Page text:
Helping student-athletes reach their potential

Helping student-athletes reach their potential

Athletic Counselor Joseph Roberson leans on the baseball mannequin at Pierce College, Woodland Hills, Calif., on Nov. 10, 2022. Photo by Arwen Dominguez.

Athletic counselors are more than people who help with athletics—they help those students become their best in athletics.

For athletic counselor Joseph Roberson, this job wasn’t his first rodeo.

“I was also working in general counseling,” Roberson said. “Before that, I had been a counselor’s aide at Santa Monica College.”

Roberson, a Pierce College alumni from the class of 1996, was also an adjunct professor at College of the Canyons (COC) and California State University, Northridge (CSUN).

Roberson said that when he was graduating from CSUN with a degree from sociology, he didn’t find his options viable in a career.

“And she [my counselor] had to say ‘You know what, Joseph, you spent a lot of time trying to help the people around you pursue their educational career.’,” Roberson said. “She was like, ‘Have you ever thought of being a counselor?’.”

Roberson said that despite his unfamiliarity with what his counselor was saying, he ended up applying to the Master’s in College Counseling and Student Services Program at CSUN.

Women’s volleyball head coach Edison Zhou had high praise for Roberson, especially for how helpful he is with the student athletes.

“All my athletes love him because he helps all the athletes from the bottom of his heart,” Zhou said. “He works very hard to give his “kids” the best education plan and transfer options.”

Zhou also said that whenever he needed help, Roberson was the first person he thought of.

“For me he’s like an older brother,” Zhou said.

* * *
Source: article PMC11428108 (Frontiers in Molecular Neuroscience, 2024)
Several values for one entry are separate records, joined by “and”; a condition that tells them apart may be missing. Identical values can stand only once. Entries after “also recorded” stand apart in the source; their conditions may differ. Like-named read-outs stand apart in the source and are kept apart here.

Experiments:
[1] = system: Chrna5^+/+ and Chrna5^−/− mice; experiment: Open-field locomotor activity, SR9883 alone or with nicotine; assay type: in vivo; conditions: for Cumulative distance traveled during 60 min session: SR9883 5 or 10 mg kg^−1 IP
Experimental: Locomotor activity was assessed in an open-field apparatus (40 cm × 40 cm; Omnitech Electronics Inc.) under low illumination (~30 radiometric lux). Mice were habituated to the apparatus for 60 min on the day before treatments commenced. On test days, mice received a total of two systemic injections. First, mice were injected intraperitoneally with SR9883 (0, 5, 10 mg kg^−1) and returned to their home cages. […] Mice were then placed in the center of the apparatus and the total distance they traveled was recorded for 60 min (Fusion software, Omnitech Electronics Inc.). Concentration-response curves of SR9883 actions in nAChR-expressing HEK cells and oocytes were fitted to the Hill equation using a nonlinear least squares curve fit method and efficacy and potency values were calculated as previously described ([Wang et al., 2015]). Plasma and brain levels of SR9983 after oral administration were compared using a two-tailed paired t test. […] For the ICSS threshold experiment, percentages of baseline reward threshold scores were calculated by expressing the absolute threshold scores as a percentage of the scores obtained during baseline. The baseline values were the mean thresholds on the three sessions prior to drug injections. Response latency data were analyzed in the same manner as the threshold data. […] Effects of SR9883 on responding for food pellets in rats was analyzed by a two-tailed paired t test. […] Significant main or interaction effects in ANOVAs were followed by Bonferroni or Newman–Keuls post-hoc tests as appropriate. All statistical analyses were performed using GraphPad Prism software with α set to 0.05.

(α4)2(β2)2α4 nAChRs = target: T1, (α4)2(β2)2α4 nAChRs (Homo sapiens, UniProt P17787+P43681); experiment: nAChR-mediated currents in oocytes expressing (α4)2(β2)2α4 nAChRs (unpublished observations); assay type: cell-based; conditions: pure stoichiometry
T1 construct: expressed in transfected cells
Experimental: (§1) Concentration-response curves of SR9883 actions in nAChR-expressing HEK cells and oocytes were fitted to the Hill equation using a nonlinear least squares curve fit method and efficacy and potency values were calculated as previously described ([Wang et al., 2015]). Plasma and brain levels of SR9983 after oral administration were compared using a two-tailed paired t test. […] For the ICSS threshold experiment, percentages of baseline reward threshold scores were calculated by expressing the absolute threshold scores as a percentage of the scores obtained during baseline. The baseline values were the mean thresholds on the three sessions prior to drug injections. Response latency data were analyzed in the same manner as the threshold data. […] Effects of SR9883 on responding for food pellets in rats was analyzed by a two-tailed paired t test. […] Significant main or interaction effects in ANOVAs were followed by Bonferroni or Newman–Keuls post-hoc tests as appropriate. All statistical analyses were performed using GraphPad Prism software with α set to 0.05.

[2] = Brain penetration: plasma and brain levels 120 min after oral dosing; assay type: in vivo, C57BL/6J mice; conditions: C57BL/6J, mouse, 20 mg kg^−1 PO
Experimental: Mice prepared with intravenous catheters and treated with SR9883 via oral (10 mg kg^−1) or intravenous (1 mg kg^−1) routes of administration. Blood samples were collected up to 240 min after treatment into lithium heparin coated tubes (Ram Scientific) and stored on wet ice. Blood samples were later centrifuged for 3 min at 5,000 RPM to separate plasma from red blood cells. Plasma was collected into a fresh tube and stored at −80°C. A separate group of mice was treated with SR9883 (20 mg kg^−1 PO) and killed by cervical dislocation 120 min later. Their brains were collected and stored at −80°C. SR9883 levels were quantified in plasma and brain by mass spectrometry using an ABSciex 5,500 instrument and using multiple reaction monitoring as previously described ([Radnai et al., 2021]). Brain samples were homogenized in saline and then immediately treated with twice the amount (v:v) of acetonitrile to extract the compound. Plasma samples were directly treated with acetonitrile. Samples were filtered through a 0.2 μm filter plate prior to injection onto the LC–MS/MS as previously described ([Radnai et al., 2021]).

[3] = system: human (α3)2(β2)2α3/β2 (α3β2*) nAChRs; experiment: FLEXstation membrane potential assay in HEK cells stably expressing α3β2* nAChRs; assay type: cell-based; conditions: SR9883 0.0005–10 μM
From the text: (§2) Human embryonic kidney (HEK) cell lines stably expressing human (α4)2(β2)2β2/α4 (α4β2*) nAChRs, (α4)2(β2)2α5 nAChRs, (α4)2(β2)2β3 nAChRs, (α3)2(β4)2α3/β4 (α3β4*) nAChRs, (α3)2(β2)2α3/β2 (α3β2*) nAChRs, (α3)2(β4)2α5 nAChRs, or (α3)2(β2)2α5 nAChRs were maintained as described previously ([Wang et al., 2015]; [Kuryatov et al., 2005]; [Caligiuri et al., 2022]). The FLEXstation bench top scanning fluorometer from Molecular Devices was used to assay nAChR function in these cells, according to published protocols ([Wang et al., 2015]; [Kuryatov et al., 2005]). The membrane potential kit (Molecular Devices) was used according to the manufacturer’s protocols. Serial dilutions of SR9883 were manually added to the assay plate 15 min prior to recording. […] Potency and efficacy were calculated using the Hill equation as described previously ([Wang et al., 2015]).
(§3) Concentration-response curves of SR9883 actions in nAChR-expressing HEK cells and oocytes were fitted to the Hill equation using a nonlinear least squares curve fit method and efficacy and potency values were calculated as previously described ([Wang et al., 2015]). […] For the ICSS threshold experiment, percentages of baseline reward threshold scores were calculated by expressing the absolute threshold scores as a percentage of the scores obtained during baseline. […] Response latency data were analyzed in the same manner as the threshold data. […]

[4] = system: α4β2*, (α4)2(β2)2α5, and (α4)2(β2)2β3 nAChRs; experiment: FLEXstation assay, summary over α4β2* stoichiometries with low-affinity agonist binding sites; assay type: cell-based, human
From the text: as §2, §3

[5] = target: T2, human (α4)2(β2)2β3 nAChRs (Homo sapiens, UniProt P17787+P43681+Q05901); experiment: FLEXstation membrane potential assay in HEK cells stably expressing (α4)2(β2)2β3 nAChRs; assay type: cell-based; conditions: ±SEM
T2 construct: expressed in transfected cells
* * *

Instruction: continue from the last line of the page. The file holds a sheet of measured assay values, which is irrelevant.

Zhou also thought Roberson was the best choice for athletic counselor due to having played football when he was a student at Pierce.

Football head coach James Sims echoed Zhou’s sentiment on Roberson’s caring attitude towards the student athletes.

“When I got hired, he was already the athletic counselor,” Sims said.

Sims also said that Roberson’s son was a football player at Pierce.

Head swim coach Judi Terhar said she knew Roberson for 20 years, even when they both went to CSUN together.

“Joseph and I went to school together at CSUN and both of us graduated with a Master’s Degree in College Counseling Student Services,” Terhar said. “He has a tremendous responsibility and opportunity to speak to our student athletes out of both his personal experience, as well as from what he has learned in school and life. I know him well enough to know that he takes nothing for granted.”

Terhar praised Roberson further, specifically in the way that he treats the athletes.

“Joseph cares about the student-athletes as people first, students second, and as athletes third,” Terhar said. “This is important because 95% of our student-athletes will not be making a living at their chosen sport.”

Terhar said that Joseph is a genuine and positive athletic counselor at Pierce, and she believed no one is better equipped for the job than him.

Athletic Director Susan Armenta said she has great respect for Roberson as a person and as a counselor.

“He is very inspirational and I know our student-athletes value his support,” Armenta said. “I value him as a member of our athletic department.”

Armenta also stated that there were a lot of things that made Roberson a great choice as an athletic counselor, and she echoed Zhou’s statement on how he was a student-athlete at Pierce himself.

“He was a student-athlete himself, so he knows the challenges and struggles with balancing sports, academics and life responsibilities,” Armenta said. “He’s had tremendous life experiences that he shares that often resonate with our student-athletes. He attends their games and practices, showing his support while building rapport with them.”

Armenta said that she is confident Roberson will help student-athletes with their educational plans due to how meticulous and detail-oriented he is.

Roberson said he was able to get to where he is now with the assistance from the LACCD staff.

He also said the biggest challenge for him was to get students connected with the campus.

“One of my greatest challenges is trying to make sure that I do my due diligence and supporting students and whatever their educational and life goals are,” Roberson said. “I have to find ways to support them and their goals no matter what, but at the same time give them an accurate perspective of what’s out there.”

Roberson also shared that even though some people may perceive him as an extrovert due to working as an athletic counselor, he actually isn’t one.

“I very much enjoy being alone,” Roberson said. “My role here requires me to live as an extrovert so I think the power in that though is this. I enjoy not needing anyone’s support or validation.”